Bleak MidWinter Cures for the Novelist: Short-Story Recuperation

As a writer, it has been an exciting and productive year.  I’m now a contracted author with Pandamoon Publishing awaiting the publication of my debut novel, A Flash of Red in the Winter of 2016. I also finished my second novel, Dear Heart, and completed a working draft of my third novel, Child of Mine, during NaNoWriMo this November. Come the holiday season, though, I found myself exhausted and drained.  Although I love writing novels, the amount of research, plot structuring, and character development needed is estimable, to say the least.

To be blunt, I found myself needing a break, not from writing but from novel-writing.  Enter my talented fellow authors at Pandamoon. Many of them had recently published short-story works in various lit magazines and online venues and, after reading their captivating pieces across so many different genres and formats, I felt inspired to try short-story writing myself. Now, to all short-story authors out there who consider that their main creative outlet, I fully realize that novels and short-stories are two different animals.  But, as a novice short-story crafter, I can only say that the entire experience of developing a plot and characters in limited word-space (sometimes as limited as 100 words or even–whoa!–140 characters) has been revitalizing for me as a writer.

Without the burden of creating a complete and full world with an extended plot line that engages the reader for hours and hours of reading, I found myself experimenting with the written word in ways that I never expected. In the bleak midwinter of February, where everything surrounding us in the North seems gray and dingy, my inner writer’s life is more energized than ever.

Here are a few venues to check out (with links to some of my Pandamoon colleagues’ work for inspiration):

  1. Microcosms offers weekly prompts for essays limited to 100 words or less.  Check out their contests here. Then check out Dana Faletti’s (author of the upcoming novel Beautiful Secret from Pandamoon)  winning poem, The Maid’s Secret, here. It’s sure to inspire you!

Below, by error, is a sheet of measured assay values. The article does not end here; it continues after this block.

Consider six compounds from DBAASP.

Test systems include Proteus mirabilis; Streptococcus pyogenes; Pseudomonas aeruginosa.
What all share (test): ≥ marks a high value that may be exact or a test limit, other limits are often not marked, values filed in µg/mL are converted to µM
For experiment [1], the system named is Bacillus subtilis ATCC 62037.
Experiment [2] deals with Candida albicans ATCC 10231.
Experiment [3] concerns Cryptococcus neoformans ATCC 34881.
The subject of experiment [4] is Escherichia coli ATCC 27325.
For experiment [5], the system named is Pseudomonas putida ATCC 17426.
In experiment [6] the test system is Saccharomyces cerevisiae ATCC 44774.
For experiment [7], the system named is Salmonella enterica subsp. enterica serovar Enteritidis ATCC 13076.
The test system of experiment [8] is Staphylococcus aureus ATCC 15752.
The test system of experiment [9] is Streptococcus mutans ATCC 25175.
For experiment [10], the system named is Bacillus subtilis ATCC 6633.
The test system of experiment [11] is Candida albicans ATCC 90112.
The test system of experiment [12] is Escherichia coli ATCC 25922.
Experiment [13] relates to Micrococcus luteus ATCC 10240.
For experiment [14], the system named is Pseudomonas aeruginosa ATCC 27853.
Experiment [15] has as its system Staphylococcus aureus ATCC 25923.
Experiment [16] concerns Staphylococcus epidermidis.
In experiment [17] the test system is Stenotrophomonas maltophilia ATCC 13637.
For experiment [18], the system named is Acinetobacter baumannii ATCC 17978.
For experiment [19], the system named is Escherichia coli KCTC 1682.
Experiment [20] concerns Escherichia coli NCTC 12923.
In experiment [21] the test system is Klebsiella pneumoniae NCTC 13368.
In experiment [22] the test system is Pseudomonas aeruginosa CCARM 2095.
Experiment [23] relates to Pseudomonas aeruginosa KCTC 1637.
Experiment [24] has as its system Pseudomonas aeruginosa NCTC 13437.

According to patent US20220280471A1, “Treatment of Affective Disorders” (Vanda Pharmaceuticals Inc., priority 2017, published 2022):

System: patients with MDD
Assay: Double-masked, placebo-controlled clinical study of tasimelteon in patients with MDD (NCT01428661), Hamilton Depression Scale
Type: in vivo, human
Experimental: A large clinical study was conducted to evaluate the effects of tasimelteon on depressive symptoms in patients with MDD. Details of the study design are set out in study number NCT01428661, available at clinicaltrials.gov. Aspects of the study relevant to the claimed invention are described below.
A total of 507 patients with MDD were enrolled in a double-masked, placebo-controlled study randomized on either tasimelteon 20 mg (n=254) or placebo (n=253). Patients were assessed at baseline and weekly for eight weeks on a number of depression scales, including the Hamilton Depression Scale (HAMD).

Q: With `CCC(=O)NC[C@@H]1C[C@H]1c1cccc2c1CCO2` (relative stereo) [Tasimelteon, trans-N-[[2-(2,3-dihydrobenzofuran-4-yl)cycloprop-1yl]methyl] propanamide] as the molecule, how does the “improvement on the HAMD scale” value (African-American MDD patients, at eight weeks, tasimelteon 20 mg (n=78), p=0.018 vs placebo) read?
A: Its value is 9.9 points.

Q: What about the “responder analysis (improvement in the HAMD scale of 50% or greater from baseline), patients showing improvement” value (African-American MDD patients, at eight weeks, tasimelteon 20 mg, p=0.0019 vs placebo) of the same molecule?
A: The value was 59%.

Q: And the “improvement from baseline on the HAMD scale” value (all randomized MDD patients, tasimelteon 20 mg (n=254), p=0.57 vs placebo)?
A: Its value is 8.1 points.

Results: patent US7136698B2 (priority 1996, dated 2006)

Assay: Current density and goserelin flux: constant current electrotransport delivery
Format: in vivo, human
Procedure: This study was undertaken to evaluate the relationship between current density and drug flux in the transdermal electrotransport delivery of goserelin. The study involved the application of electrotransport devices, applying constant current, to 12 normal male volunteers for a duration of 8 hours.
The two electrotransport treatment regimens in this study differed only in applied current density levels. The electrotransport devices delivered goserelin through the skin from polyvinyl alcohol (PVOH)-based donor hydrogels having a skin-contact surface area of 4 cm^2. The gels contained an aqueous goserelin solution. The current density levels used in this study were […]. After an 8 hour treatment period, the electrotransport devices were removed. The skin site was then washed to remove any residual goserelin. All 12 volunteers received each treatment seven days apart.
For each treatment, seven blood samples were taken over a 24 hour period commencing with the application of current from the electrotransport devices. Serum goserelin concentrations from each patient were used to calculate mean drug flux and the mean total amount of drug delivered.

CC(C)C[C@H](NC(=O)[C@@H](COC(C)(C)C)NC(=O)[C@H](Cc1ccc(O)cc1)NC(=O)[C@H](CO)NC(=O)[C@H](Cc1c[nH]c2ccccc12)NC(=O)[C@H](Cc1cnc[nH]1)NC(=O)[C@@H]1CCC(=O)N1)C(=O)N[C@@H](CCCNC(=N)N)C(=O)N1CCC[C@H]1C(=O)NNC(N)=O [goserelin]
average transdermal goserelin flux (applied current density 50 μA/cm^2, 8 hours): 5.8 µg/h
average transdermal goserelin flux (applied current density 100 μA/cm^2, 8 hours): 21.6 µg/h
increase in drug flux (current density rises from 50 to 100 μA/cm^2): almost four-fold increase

Submission Grinder

2. Submission Grinder

If you already have a short story piece that you are looking to publish, in whatever format (essay, flash, nonfiction, etc.), then move on over to The Submission Grinder.

At this site you can search for submission calls for any form of writing FOR FREE.  Their listings are diverse and also offer stats on submission acceptance and rejection waits, along with response times for certain journals.

3. Short Fiction Break is looking for stories under 2,000 words and publishes a few each week. You can submit a general piece or submit to one of their monthly theme weeks.  There’s plenty inspiration to be had from the work already published here, but check out Pandamoon’s very own Jason Huebinger (author of Fate’s Past coming March 2016), whose story, The Monster Awaits, will give you a nice surge of adrenaline to get you going!

Newpages

4. NewPages offers fresh listings of submission calls from a variety of literary magazines, including both online and print formats. They update their site regularly and the postings often offer detailed info about the types of pieces that are being sought after.

5. 101 Word Stories is looking for just that, stories in 101 words. Exactly. They also have a contest for–you guessed it–a 101 word story with a deadline approaching on March 23rd. Jason Huebinger has published here as well–for an example of the stories they publish, check out his work, Another’s Ocean.  Proof positive that you can write a compelling tale in just 101 words. Exactly.

Submittable

Finally, there’s one other portal you should be aware of to help you manage and track who you submitted to and when.  Most (certainly not all, but most) literary journals and sites use Submittable to track submissions, acceptances, and any other activity for your submission.  I’m particularly fond of their ‘Status’ column, which tells you when someone on the other end has actually checked out what you submitted. Making an account is easy and allows you the capacity to monitor all of the places you’ve sent your work and, importantly, allows you to withdraw your submission if you submitted it to several venues and it is accepted elsewhere.

So, if you have an idea that just won’t leave you alone but you don’t have the energy to both generate enough body heat to combat winter AND write a novel, try a short story. You might just get hooked.

 

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